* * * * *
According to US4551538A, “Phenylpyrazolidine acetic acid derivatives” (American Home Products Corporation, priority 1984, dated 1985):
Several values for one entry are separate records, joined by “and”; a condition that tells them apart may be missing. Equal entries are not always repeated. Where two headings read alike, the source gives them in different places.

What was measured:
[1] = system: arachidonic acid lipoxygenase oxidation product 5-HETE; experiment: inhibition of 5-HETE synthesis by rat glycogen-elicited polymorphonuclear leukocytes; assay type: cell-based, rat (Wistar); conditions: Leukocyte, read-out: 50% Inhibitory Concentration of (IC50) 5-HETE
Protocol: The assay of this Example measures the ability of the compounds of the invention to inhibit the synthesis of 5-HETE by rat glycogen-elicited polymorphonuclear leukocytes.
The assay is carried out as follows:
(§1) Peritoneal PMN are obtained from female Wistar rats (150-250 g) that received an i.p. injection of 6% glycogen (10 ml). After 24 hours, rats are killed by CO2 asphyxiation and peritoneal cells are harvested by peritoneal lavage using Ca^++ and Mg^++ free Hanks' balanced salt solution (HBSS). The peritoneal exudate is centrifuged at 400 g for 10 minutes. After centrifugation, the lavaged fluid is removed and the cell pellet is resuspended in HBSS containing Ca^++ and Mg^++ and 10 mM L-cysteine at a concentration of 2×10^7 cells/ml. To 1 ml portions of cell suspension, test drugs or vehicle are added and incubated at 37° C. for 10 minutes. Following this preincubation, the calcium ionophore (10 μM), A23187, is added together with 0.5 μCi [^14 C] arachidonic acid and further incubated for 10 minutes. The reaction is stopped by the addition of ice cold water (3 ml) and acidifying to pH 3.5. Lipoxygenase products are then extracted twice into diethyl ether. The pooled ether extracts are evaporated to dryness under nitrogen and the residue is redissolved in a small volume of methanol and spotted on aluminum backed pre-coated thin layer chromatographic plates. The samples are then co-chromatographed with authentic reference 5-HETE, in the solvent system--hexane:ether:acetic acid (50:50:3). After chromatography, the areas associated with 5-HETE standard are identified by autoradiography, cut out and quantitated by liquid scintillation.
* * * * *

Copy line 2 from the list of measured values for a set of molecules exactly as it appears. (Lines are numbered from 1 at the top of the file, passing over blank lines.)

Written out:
Several values for one entry are separate records, joined by “and”; a condition that tells them apart may be missing. Equal entries are not always repeated. Where two headings read alike, the source gives them in different places.